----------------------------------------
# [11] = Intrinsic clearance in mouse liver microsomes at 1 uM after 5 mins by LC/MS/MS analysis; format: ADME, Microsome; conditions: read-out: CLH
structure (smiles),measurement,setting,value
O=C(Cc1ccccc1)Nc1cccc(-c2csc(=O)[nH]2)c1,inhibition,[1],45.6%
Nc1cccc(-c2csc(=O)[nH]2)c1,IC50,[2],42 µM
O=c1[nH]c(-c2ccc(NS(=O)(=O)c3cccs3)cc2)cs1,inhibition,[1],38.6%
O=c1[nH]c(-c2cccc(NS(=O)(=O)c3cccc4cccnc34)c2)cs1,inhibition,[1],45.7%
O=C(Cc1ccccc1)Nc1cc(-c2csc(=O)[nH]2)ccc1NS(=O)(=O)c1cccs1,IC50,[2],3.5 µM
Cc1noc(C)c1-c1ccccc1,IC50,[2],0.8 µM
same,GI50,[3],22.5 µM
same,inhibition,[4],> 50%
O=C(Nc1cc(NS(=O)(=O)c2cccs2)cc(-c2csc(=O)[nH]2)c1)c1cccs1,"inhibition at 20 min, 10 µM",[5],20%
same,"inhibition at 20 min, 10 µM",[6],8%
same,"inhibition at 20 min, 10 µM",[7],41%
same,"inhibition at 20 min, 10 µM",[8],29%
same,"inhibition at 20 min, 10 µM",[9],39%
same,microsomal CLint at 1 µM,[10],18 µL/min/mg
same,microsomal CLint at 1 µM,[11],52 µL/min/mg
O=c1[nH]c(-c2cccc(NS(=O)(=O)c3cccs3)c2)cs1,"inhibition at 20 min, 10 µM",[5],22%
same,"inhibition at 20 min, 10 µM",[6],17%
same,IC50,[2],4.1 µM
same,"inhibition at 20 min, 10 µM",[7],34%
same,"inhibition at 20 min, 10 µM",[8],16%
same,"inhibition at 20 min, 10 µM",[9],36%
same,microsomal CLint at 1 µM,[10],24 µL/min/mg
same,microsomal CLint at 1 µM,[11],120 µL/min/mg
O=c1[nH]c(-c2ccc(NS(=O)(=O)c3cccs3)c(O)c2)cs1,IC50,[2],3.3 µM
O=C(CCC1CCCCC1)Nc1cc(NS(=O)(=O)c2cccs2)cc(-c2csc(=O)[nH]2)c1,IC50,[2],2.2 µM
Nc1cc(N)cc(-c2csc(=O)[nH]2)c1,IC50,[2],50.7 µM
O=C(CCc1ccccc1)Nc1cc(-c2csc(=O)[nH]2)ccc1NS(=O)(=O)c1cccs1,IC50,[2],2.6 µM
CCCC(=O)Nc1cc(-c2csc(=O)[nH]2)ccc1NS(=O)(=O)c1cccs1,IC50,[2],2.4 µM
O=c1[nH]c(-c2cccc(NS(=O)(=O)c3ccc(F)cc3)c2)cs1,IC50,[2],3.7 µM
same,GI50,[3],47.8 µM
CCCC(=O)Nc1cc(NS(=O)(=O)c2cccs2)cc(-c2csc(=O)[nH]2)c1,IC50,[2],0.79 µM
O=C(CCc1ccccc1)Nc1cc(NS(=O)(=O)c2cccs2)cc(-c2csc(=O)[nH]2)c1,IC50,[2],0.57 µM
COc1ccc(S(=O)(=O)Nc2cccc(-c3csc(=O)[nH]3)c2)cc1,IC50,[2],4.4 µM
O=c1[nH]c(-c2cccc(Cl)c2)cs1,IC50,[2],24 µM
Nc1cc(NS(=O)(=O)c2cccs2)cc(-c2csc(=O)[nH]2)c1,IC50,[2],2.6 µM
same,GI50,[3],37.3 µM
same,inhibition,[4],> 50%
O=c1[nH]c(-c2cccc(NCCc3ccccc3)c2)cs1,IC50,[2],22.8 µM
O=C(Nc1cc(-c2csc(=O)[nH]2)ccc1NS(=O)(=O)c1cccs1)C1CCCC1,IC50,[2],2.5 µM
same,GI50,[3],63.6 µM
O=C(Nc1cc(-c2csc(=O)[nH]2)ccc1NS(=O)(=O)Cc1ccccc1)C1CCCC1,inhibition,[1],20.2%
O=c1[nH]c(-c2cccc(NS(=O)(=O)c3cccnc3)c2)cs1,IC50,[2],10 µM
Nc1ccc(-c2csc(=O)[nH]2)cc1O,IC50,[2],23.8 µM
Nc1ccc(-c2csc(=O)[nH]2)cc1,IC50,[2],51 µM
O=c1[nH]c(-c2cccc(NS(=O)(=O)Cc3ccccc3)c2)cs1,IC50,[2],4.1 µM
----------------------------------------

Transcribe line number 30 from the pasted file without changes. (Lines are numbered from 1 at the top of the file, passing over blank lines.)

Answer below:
CCCC(=O)Nc1cc(-c2csc(=O)[nH]2)ccc1NS(=O)(=O)c1cccs1,IC50,[2],2.4 µM